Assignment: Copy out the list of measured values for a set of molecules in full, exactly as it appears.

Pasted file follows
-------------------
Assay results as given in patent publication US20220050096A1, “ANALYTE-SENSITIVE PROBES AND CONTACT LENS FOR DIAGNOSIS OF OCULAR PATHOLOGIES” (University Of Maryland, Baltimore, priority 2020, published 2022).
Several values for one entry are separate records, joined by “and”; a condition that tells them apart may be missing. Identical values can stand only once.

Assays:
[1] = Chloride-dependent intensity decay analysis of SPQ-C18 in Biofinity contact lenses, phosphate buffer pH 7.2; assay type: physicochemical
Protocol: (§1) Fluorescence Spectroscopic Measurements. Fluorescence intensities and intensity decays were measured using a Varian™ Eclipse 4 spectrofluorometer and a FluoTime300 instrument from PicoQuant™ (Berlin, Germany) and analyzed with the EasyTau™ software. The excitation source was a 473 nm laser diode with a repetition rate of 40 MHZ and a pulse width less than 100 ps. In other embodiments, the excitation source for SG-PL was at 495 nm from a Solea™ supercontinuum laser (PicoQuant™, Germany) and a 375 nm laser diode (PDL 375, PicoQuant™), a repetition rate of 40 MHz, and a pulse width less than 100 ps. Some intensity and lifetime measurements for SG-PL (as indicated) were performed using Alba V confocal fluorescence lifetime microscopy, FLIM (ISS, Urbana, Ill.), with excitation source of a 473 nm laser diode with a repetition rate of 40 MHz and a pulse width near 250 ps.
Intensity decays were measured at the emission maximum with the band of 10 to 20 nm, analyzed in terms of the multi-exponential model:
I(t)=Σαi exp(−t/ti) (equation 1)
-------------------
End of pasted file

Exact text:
Assay results as given in patent publication US20220050096A1, “ANALYTE-SENSITIVE PROBES AND CONTACT LENS FOR DIAGNOSIS OF OCULAR PATHOLOGIES” (University Of Maryland, Baltimore, priority 2020, published 2022).
Several values for one entry are separate records, joined by “and”; a condition that tells them apart may be missing. Identical values can stand only once.

Assays:
[1] = Chloride-dependent intensity decay analysis of SPQ-C18 in Biofinity contact lenses, phosphate buffer pH 7.2; assay type: physicochemical
Protocol: (§1) Fluorescence Spectroscopic Measurements. Fluorescence intensities and intensity decays were measured using a Varian™ Eclipse 4 spectrofluorometer and a FluoTime300 instrument from PicoQuant™ (Berlin, Germany) and analyzed with the EasyTau™ software. The excitation source was a 473 nm laser diode with a repetition rate of 40 MHZ and a pulse width less than 100 ps. In other embodiments, the excitation source for SG-PL was at 495 nm from a Solea™ supercontinuum laser (PicoQuant™, Germany) and a 375 nm laser diode (PDL 375, PicoQuant™), a repetition rate of 40 MHz, and a pulse width less than 100 ps. Some intensity and lifetime measurements for SG-PL (as indicated) were performed using Alba V confocal fluorescence lifetime microscopy, FLIM (ISS, Urbana, Ill.), with excitation source of a 473 nm laser diode with a repetition rate of 40 MHz and a pulse width near 250 ps.
Intensity decays were measured at the emission maximum with the band of 10 to 20 nm, analyzed in terms of the multi-exponential model:
I(t)=Σαi exp(−t/ti) (equation 1)